Are We About to See the First 24/7 World Cup?

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There is little doubt that technology, and in particular the connectivity offered to us through our use of smartphones and tablets, has enhanced our lives in many ways. Smartphones and tablets are more often than not our first port of call when we seek content or information, for many of us it is now second nature to pick up our smartphones or tablets when we have a question we need answers to or subjects we wish to learn more about. Quite simply put, the world at large has migrated online, a business in today’s world has to have, and maintain, an online presence in order to flourish and prosper.

It is crystal clear which way the market is progressing, publishers have to act to ensure they are not left behind; mobile devices can take the guise of tablets, smartphones and basically any device which you can access the web through. If smartphone penetration was deemed as quick out of the blocks then iPads and tablets have literally lapped them in terms of their adoption rates.

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Image courtesy of Pocket Lint

Most ambitious, most comprehensive broadcast

This change in habits by the world’s population at large was further reaffirmed this week with the BBC’s announcement that they would, for the first time ever, be showing World Cup matches across all platforms, online and live throughout the tournament.

Its strategy, said Barbara Slater, director of sport at the Beeb, is to present the first 24/7 coverage of the event. It will be available to “all audiences on all platforms at any time,” she said. And will prove to be the “most ambitious, most comprehensive broadcast” of any World Cup yet.

The corporation promises 50 per cent more coverage than it presented during the 2010 World Cup in South Africa.

Smartphones, tablets, connected TVs and computers will be utilized, including footage that can be downloaded for offline viewing. And there will be a second screen experience with real-time voting and a live, content-rich feed including interaction with some of the in-studio presenters and pundits.

“There will be 160 hours of TV coverage available and you can consume it on smartphones, tablets, connected TVs and laptops,” said Mark Cole, Lead Executive BBC Football.

“There will be a highlights show every morning, downloadable stuff for the smartphone and we will also have a second screen experience.”

The rapid rise in tablet use

In an interview with Techradar, Neil Hall, executive product manager at the BBC who said that a lot has changed since what was offered for the 2012 Euros.

“Since 2012 there has been a rapid rise in tablet use and we wanted to cater for this. Just take the football last weekend: 70% of the audience watching was through a mobile device so the uptake has been massive.”

To take advantage of mobile, Hall explained that the second screen for the football will include live stats that will be published faster than in 2012, in-game replays and all the talking points of the game.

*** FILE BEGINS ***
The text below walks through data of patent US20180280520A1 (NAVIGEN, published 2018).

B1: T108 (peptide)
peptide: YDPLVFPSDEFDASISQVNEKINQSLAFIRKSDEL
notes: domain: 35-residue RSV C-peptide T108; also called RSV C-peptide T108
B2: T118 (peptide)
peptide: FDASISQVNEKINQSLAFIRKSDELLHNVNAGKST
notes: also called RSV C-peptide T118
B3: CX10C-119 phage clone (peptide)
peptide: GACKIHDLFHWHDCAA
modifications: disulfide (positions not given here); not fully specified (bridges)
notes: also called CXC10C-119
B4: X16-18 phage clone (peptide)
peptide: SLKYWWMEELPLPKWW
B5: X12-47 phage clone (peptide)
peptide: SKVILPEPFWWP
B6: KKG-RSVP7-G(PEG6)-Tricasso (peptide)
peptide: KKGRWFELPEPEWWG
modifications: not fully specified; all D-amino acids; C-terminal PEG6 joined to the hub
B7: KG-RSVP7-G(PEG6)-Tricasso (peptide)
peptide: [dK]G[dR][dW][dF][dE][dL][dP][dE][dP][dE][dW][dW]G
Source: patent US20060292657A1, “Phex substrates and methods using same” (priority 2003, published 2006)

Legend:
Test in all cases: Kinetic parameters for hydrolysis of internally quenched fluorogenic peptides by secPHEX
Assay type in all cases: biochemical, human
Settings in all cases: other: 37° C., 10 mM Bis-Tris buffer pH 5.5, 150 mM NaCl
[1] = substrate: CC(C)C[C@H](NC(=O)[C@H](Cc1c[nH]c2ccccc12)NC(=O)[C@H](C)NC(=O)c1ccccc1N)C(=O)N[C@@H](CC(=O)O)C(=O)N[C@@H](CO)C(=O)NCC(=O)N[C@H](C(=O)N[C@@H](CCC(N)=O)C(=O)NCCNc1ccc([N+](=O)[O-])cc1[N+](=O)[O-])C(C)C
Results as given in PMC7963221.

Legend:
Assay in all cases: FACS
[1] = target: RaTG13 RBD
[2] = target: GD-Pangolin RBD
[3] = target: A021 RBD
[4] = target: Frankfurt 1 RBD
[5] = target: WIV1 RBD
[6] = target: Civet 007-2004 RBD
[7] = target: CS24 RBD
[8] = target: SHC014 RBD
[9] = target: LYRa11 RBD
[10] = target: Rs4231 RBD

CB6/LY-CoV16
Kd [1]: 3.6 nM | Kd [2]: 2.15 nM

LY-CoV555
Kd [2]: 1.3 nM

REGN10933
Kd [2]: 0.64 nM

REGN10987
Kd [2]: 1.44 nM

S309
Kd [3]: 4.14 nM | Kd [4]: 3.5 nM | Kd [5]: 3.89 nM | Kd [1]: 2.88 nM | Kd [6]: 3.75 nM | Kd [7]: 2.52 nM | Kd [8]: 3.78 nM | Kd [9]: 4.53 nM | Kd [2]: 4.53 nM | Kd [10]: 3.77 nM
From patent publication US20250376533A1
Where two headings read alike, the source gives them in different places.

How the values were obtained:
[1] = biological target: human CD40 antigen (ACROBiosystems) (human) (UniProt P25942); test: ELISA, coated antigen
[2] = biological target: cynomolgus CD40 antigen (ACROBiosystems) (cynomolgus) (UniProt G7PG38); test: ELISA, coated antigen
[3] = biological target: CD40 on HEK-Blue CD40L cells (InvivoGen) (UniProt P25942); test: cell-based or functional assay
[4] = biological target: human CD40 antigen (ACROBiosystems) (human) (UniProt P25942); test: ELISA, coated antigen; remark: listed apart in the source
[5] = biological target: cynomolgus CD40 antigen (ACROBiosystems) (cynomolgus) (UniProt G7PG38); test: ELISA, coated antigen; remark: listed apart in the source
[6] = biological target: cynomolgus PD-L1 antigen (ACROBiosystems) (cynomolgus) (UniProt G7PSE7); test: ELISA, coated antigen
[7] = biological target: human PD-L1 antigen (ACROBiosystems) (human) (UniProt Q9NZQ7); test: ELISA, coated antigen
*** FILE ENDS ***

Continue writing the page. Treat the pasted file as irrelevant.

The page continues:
“From Manaus to Macclesfield and Rio to Rickmansworth, BBC Sport’s dedicated live World cup page will bring fans together and put them at the heart of the action,” explained the BBC in a statement. “It will combine all the BBC’s live coverage in one place, allowing audiences to access live video, radio and text updates wherever and whenever they want.”

At the gathering in London yesterday, it was also announced that classic matches from past tournaments will be shown from May 30th onward, so if any football fans can’t wait for the official kick off on 12th June there will be plenty to whet the appetite. The matches will be given the full ‘live’ treatment including video, text commentary and pundit contributions. The list of matches and the times they will be broadcast are below.

· Friday 30 May, 12pm: England v West Germany, 1966 final
· Saturday 31 May, 3pm: Scotland v The Netherlands, 1978 group match
· Wednesday 4 June, 12pm: England v Argentina, 1986 quarter-final
· Saturday 7 June, 3pm: England v Germany, 1990 semi-final
· Sunday 8 June, 3pm: Spain v Northern Ireland, 1982 group match

Another interesting and unique feature which will give the 24/7 coverage a new ‘angle’ is the introduction of two live player-cams for each match, this feature will enable the viewer to follow a player from either team around the pitch.

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We here at 3D issue have long recognized the need for businesses and companies to have their content available across devices, in today’s uber connected world this is now a necessity rather than a ‘should have.’ 3D issue enables you to create publications using both HTML5 and flash output; enabling mobile users on iPhones, iPads, Android and other mobile devices to get the very best digital experience, when and where they want to access it.

These features are now must-haves that are essential facets of your media publishing platform, fortunately, all these features and many more are available through the 3D Issue software, why not try out the free, fully functional trial of 3D Issue today and see for yourself.



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